Nieman Watchdog - April 23, 2012
Investigative reporter and innovator Chuck Lewis interviewed and taped journalists who played a role in some of the biggest stories of the past 60 years – national ‘moments of truth,’ as Lewis calls them. The result, ‘Investigating Power,’ is a tribute to good reporting and a reminder of how powerful the press can be when it does what is supposed to do.
Columbia Journalism Review; September/October 2009
According to Lewis "an increasing percentage of the most ambitious reporting projects will emanate from the public realm, not from private commercial outlets." And "properly structured and led, the Investigative News Network could become the online destination for original investigative reporting."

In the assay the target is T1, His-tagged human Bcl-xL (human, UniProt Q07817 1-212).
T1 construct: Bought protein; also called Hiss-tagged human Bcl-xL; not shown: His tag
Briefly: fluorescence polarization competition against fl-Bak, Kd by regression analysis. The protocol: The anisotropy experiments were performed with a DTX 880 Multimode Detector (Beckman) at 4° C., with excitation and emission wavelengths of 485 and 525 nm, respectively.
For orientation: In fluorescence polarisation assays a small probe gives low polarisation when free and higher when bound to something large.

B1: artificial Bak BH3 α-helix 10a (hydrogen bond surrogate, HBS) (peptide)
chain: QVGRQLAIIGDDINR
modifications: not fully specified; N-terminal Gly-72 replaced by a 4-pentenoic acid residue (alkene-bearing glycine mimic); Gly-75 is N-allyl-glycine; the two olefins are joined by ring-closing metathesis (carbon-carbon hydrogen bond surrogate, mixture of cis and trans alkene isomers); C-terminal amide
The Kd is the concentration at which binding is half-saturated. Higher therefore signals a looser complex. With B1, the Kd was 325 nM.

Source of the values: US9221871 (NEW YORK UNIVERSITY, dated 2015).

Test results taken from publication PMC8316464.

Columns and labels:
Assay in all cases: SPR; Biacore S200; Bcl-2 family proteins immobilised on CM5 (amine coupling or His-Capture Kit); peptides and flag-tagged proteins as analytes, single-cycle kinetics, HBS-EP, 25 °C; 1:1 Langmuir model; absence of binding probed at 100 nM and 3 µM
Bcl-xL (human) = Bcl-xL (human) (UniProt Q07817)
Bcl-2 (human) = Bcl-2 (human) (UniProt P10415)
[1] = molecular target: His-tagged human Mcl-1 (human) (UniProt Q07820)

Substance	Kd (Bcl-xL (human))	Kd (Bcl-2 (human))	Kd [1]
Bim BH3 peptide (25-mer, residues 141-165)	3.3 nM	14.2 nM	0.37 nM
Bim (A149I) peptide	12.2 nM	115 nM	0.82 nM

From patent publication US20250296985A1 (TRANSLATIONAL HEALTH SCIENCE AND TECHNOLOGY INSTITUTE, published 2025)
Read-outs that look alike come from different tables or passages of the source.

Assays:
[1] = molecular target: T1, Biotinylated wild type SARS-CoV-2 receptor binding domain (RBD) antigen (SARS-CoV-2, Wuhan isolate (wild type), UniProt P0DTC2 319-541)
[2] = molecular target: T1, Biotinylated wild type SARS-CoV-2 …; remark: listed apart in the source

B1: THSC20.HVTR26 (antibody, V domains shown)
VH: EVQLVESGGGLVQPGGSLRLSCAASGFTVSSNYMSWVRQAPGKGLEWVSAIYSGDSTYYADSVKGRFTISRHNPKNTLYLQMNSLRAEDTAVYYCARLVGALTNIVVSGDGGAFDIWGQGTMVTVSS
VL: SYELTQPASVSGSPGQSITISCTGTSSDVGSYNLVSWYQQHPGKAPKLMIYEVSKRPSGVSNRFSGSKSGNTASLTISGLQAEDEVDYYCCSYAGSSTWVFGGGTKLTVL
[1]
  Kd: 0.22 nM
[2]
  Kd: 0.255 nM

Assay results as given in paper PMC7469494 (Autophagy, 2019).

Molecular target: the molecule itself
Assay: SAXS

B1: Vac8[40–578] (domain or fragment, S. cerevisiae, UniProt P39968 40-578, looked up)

Nieman Watchdog; July 3, 2009
Regarding the new Investigative News Network, Lewis writes that "Never before has anyone attempted to organize the best investigative reporting output and energies of respected news organizations and their journalists, making that original ‘accountability’ information infinitely more accessible to the public in multiple ways in the new media landscape."
IRE Journal , May/June 2009
According to Lewis, “we are witnessing nothing less than the dawn of a new investigative journalism ecosystem in the United States, in which the most ambitious reporting projects will increasingly emanate from the public realm, not from private commercial outlets.” With journalists increasingly entering the public realm and attempting to start their own investigative reporting news organizations, he outlines some “logical, basic, best practices” to help them succeed.